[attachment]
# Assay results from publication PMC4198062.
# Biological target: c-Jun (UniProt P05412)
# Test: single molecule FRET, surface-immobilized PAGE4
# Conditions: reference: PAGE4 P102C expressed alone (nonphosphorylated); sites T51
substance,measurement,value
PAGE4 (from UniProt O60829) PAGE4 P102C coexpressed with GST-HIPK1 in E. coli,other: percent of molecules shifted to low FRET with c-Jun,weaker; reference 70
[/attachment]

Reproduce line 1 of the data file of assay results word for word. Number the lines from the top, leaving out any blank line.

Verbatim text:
# Assay results from publication PMC4198062.